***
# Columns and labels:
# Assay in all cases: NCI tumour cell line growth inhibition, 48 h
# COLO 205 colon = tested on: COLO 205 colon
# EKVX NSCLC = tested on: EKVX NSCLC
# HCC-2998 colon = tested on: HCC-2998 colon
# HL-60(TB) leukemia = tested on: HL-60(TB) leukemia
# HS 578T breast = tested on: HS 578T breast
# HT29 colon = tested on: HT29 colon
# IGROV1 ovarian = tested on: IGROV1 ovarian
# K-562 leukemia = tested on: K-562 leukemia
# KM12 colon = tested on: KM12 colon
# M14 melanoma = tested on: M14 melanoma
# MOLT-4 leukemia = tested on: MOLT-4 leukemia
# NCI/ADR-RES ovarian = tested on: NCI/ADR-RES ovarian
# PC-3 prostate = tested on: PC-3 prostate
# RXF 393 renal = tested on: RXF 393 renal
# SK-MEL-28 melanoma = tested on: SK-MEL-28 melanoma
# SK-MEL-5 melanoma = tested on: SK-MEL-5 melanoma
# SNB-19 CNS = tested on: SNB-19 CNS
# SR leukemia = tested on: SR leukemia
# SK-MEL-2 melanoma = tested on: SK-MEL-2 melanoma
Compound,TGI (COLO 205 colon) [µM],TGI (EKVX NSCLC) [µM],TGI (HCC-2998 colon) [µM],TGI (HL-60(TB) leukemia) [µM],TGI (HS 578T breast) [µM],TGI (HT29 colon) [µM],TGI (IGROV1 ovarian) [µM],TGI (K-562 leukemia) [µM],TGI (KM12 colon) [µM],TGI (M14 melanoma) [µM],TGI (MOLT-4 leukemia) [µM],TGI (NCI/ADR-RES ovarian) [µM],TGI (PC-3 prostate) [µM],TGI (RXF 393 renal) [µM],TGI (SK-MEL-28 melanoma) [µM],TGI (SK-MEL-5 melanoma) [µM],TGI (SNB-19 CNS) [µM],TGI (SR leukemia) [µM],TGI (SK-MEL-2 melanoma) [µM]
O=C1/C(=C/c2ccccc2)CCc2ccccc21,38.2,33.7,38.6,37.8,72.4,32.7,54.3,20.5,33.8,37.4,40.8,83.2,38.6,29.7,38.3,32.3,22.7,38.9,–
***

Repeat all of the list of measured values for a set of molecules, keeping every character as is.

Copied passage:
# Columns and labels:
# Assay in all cases: NCI tumour cell line growth inhibition, 48 h
# COLO 205 colon = tested on: COLO 205 colon
# EKVX NSCLC = tested on: EKVX NSCLC
# HCC-2998 colon = tested on: HCC-2998 colon
# HL-60(TB) leukemia = tested on: HL-60(TB) leukemia
# HS 578T breast = tested on: HS 578T breast
# HT29 colon = tested on: HT29 colon
# IGROV1 ovarian = tested on: IGROV1 ovarian
# K-562 leukemia = tested on: K-562 leukemia
# KM12 colon = tested on: KM12 colon
# M14 melanoma = tested on: M14 melanoma
# MOLT-4 leukemia = tested on: MOLT-4 leukemia
# NCI/ADR-RES ovarian = tested on: NCI/ADR-RES ovarian
# PC-3 prostate = tested on: PC-3 prostate
# RXF 393 renal = tested on: RXF 393 renal
# SK-MEL-28 melanoma = tested on: SK-MEL-28 melanoma
# SK-MEL-5 melanoma = tested on: SK-MEL-5 melanoma
# SNB-19 CNS = tested on: SNB-19 CNS
# SR leukemia = tested on: SR leukemia
# SK-MEL-2 melanoma = tested on: SK-MEL-2 melanoma
Compound,TGI (COLO 205 colon) [µM],TGI (EKVX NSCLC) [µM],TGI (HCC-2998 colon) [µM],TGI (HL-60(TB) leukemia) [µM],TGI (HS 578T breast) [µM],TGI (HT29 colon) [µM],TGI (IGROV1 ovarian) [µM],TGI (K-562 leukemia) [µM],TGI (KM12 colon) [µM],TGI (M14 melanoma) [µM],TGI (MOLT-4 leukemia) [µM],TGI (NCI/ADR-RES ovarian) [µM],TGI (PC-3 prostate) [µM],TGI (RXF 393 renal) [µM],TGI (SK-MEL-28 melanoma) [µM],TGI (SK-MEL-5 melanoma) [µM],TGI (SNB-19 CNS) [µM],TGI (SR leukemia) [µM],TGI (SK-MEL-2 melanoma) [µM]
O=C1/C(=C/c2ccccc2)CCc2ccccc21,38.2,33.7,38.6,37.8,72.4,32.7,54.3,20.5,33.8,37.4,40.8,83.2,38.6,29.7,38.3,32.3,22.7,38.9,–